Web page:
This article is divided into three sections. Section one introduces RBKC’s change policy. Section two exhaustively uses council meeting minutes to show how people’s hopes for change being realised were deliberately dashed. Section three draws a number of conclusions and includes a response from the council’s leader.  

1. The Review – RBKC’s Policy for Change

In 2017 the Centre for Public Scrutiny (CfPS), – the national centre of expertise on governance and scrutiny – were commissioned, with funding by the Local Government Association (LGA), to carry out an independent review of RBKC. The local authority welcomed the CfPS’s subsequent report and adopted “12 principles of good governance we should embed in the council.” The Twelve Principles were bespoke; designed specifically for RBKC to act on its professed claims that they sought to “change” following the Grenfell Tower fire.

The principles:

  1. “Connecting with Residents”
  2. “Focusing on What Matters”
  3. “Listening to Many Voices”
  4. “Acting with Integrity”
  5. “Involving Before Deciding”
  6. “Communicating What We Are Doing”
  7. “Inviting Residents to Take Part”
  8. “Being Clearly Accountable”
  9. “Responding Fairly to Everyone’s Needs”
  10. “Working as Team”
  11. “Managing Responsibly”
  12. “Having the support we need”

The Democratic Society (Demsoc) supported CfPS in researching and writing the report over a period of six weeks. Their role: “Demsoc have helped to reach out to residents, asking about their experiences of being involved in decision making processes by the Council, and how involvement can be increased and improved in the future. This has been done by gathering evidence through surveys, desktop research and observing meetings, as well as talking face to face with focus groups and workshops”.

Urban Dandy understands that, given the scale of the work, the time frame was considered too tight by Demsoc.

The council’s own report endorsing the CfPS recommendations was titled ‘CHANGE AT THE COUNCIL: THE COUNCIL’S RESPONSE TO THE INDEPENDENT REVIEW OF GOVERNANCE’ (their capitals) and came four months after the independent review, with RBKC stating: “the council recognises that it (sic) essential to put these principles into practice.” The council’s leadership were to be held to account on this by RBKC’s Executive and Corporate Services Scrutiny Committee.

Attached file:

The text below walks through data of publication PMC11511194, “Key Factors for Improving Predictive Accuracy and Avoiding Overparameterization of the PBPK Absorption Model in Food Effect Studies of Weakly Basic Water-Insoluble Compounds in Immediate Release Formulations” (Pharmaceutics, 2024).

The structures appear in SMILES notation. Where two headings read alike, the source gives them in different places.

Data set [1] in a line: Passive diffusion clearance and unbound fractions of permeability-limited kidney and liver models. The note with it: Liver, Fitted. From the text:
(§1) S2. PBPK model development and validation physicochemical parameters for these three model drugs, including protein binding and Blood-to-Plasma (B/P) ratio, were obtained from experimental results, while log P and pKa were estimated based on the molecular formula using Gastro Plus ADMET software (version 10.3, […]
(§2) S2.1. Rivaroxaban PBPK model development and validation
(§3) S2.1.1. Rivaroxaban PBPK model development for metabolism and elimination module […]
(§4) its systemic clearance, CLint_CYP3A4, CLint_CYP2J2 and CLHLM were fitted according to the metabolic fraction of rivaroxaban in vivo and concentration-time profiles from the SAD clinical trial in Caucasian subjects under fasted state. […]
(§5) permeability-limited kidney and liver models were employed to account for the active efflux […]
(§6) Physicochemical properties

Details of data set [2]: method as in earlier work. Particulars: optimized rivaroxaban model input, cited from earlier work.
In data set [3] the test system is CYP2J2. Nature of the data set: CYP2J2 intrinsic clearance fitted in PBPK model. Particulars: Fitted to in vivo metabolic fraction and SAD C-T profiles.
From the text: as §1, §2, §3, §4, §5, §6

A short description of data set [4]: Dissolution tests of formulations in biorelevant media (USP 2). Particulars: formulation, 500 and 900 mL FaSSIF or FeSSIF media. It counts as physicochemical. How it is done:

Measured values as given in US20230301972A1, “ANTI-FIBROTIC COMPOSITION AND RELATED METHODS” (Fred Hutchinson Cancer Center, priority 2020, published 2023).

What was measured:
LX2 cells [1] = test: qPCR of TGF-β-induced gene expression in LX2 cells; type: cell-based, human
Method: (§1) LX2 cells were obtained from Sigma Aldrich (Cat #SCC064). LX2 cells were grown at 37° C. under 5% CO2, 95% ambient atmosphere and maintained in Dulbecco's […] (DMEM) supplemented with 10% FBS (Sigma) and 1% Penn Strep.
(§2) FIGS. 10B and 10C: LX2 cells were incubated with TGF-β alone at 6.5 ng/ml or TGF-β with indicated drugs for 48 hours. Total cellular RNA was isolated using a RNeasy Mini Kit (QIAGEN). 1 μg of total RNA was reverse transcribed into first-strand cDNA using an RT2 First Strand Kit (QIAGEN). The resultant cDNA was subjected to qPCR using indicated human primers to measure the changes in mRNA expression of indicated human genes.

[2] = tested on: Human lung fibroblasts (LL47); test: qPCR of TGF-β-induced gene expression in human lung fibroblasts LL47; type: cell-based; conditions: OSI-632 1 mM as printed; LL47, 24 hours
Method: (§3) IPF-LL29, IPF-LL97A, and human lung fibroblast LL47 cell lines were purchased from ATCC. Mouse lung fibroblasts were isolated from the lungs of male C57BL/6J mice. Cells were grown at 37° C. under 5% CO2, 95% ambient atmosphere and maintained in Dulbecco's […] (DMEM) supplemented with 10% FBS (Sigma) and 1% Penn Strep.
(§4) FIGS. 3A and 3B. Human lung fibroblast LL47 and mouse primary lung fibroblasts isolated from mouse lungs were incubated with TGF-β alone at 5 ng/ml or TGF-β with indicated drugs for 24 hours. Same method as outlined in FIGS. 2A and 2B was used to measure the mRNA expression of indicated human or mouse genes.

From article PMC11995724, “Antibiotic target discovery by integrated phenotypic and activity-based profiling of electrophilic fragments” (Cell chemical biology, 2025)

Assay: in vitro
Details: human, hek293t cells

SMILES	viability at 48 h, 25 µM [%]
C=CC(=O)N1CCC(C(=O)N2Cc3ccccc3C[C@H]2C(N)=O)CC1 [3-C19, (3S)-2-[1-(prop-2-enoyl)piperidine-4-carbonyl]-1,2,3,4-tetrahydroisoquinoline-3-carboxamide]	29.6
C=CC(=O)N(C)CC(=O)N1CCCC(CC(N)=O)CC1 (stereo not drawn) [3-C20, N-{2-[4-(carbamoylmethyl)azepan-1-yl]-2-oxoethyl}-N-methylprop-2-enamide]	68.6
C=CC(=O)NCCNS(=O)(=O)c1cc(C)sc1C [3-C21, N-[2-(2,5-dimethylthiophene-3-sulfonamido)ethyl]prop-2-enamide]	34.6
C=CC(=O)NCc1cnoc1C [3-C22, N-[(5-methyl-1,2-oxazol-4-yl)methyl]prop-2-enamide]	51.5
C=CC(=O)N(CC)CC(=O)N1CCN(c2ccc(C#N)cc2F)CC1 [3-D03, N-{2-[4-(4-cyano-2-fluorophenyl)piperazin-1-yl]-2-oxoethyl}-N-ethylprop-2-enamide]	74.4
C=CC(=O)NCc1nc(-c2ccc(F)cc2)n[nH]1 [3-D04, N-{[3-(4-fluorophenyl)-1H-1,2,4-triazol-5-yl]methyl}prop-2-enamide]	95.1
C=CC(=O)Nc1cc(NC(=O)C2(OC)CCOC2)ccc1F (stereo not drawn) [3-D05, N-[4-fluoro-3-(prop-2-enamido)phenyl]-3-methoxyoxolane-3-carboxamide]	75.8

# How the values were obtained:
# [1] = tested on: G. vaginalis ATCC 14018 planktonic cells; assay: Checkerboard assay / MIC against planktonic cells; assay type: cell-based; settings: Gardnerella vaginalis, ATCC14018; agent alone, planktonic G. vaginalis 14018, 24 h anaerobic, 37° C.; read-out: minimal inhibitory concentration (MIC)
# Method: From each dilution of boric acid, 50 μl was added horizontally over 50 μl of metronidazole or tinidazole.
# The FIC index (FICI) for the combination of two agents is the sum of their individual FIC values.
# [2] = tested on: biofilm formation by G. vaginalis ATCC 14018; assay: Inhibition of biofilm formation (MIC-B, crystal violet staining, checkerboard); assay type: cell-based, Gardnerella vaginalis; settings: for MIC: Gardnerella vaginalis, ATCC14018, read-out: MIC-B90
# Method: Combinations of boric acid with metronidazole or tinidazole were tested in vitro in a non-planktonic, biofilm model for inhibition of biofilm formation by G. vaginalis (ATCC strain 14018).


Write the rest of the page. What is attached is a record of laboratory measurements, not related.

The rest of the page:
The council leaders who held the relevant portfolios and who endorsed the report were Elizabeth Campbell (leader) and Cllr Gerard Hargreaves (responsible for Communities and Culture), both of whom were cabinet members prior to the Grenfell Tower fire. It was the fire that prompted RBKC to commission the review and so it is right that the council’s success in applying its Twelve Principles be measured against the gravity of what happened at Grenfell Tower.

It is worth dwelling briefly on the role played by Campbell, who, on becoming leader of RBKC a month after the Grenfell fire, promised change. In a brief speech to fellow councillors and victims of the fire in July 2017, Campbell used the word ‘change’ eleven times. Her words are particularly significant given her key role in the decision to adopt the Twelve Principles as policy and in the subsequent roll-out of the policy.

COST

In correspondence with Urban Dandy the CfPS confirmed the amount of the grant paid to them and Demsoc to cover the cost of the review: Continue reading